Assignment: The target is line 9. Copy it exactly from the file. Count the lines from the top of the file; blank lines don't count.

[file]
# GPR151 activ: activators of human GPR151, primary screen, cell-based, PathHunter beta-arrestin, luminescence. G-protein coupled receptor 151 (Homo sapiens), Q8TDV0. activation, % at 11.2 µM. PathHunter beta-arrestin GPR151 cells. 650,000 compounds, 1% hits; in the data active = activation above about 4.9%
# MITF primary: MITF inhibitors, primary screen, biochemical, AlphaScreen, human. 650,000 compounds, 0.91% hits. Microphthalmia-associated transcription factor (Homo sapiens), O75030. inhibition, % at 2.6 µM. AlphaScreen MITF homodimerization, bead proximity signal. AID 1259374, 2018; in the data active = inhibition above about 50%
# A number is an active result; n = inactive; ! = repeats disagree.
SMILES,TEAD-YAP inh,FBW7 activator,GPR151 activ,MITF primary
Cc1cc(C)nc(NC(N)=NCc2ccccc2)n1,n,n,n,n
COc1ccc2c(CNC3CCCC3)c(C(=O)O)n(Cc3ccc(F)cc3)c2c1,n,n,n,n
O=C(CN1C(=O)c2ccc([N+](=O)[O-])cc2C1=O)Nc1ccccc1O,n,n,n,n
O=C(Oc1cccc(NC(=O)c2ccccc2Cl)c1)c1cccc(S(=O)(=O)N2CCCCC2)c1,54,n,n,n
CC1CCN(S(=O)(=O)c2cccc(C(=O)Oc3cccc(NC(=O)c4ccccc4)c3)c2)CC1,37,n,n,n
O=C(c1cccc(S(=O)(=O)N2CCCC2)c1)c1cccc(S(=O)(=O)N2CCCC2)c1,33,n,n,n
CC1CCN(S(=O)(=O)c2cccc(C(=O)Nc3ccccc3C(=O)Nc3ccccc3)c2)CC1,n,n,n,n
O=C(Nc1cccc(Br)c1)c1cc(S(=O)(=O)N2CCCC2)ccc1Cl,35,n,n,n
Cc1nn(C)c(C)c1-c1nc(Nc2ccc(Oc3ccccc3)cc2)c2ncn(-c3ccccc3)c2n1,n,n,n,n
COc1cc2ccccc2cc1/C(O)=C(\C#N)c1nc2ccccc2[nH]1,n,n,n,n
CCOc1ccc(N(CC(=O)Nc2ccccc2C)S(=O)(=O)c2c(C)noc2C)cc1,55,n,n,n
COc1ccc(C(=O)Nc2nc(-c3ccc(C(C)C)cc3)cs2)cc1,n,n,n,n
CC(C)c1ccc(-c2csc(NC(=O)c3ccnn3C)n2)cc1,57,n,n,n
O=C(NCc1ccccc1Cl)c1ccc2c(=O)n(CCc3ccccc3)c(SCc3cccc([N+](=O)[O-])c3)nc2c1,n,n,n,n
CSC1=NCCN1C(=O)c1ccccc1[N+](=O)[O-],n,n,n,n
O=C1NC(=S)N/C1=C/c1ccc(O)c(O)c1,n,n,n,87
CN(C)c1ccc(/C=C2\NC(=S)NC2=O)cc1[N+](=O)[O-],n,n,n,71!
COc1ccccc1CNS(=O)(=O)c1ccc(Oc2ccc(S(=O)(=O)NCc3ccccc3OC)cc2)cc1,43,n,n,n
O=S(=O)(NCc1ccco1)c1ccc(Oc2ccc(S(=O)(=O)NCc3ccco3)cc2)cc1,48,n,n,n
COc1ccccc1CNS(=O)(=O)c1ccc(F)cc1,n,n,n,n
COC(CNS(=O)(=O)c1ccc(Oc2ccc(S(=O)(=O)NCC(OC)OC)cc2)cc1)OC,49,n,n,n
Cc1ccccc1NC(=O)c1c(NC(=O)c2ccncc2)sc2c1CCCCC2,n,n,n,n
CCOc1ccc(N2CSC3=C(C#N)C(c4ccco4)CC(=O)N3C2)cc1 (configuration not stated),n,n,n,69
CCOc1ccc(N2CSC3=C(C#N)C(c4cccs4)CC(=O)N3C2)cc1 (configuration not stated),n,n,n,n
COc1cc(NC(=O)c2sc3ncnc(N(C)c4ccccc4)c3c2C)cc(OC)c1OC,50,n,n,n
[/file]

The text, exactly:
CC1CCN(S(=O)(=O)c2cccc(C(=O)Oc3cccc(NC(=O)c4ccccc4)c3)c2)CC1,37,n,n,n